Vitamin D3, Deficiency, What We Know, and Recommendations

poole-joseph004Vitamin D is an important nutrient that should be evaluated and maintained in each adult patient. Because Vitamin D is synthesized in the skin, it is technically a hormone, and because hormone deficiencies disrupt homeostasis, overlooking this vitamin can have unintended consequences including prostate and colorectal cancer, metabolic syndrome and prediabetes (Bender, 2017). The protective benefits of a normal Vitamin D also include respiratory protection and all-cause mortality benefits (Wimalawansa, 2016).

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The Power of Reading to Your Child

smith-adri03Reading aloud to your child is an important part of family time that promotes parent-child bonding, brings balance to hectic family life and prepares your child for a lifetime of learning.  Most experts recommend reading to your children daily, even to infants.  The American Academy of Pediatrics recommends reading at least a few minutes per day starting at birth.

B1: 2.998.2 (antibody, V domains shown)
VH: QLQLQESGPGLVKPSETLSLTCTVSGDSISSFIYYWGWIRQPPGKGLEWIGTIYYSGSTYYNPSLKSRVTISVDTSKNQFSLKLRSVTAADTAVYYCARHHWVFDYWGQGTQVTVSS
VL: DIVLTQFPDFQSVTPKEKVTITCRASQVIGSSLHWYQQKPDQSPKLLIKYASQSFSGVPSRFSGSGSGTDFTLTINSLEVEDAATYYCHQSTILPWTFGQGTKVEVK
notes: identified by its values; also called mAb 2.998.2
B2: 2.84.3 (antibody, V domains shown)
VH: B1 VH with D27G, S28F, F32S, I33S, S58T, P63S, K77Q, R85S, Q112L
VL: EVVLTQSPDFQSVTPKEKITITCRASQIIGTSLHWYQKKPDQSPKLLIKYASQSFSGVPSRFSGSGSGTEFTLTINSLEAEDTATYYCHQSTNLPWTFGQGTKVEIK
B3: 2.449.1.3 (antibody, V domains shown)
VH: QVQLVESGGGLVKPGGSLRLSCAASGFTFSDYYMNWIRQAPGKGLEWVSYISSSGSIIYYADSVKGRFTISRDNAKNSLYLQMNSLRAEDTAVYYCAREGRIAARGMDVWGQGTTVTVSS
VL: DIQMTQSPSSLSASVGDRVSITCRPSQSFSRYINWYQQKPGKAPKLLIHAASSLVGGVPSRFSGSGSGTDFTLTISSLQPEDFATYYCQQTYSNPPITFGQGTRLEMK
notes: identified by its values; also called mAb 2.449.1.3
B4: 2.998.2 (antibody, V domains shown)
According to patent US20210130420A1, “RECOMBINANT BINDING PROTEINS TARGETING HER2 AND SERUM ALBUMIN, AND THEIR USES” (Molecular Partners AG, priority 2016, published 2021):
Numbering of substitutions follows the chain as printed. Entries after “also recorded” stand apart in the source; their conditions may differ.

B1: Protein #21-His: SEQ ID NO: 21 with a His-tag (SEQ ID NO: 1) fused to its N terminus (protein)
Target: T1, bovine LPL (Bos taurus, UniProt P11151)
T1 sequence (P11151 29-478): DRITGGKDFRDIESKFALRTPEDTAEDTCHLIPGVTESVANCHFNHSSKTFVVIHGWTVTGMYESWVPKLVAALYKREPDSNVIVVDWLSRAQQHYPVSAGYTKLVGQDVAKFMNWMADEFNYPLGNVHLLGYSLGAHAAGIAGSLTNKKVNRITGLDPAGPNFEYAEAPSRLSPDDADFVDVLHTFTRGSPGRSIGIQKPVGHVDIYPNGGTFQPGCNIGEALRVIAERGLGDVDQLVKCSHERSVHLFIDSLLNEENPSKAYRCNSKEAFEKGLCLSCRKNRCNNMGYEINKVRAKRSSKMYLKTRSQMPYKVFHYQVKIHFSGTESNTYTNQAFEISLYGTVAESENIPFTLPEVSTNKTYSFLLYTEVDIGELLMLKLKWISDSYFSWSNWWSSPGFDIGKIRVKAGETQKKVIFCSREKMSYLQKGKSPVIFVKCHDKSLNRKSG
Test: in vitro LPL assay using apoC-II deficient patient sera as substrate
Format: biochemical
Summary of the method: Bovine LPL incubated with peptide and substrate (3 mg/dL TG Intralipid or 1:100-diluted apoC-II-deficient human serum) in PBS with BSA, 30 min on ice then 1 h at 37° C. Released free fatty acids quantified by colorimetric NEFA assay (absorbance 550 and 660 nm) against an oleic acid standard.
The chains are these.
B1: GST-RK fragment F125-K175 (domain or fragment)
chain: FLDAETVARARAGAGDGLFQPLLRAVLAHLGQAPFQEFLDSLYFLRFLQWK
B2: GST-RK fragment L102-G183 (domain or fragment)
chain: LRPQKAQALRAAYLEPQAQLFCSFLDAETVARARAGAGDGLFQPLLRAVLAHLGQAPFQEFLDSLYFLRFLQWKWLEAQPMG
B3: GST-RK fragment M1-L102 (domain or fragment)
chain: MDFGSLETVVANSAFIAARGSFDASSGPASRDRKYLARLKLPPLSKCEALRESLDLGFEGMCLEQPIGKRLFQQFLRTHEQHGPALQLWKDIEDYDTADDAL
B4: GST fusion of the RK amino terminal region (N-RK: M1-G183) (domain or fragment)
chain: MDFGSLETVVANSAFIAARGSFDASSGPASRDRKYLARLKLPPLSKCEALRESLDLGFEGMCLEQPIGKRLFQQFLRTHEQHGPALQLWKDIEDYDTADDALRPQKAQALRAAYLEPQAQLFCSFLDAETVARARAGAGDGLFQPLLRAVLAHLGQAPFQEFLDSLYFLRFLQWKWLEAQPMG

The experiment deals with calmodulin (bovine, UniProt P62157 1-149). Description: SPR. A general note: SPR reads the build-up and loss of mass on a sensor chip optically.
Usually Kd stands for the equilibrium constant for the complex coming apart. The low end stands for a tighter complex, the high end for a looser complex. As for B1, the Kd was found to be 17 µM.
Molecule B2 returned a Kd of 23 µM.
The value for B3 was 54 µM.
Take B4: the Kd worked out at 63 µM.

So why the focus on early reading?  Most studies show several benefits to regular reading in children including improved bonding with parents, better performance in all aspects of education (even math!), improvement in basic speech and communication skills, better logical thinking and better concentration.

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Anxiety

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Miguel Nunez, MD

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Joseph Poole, FNP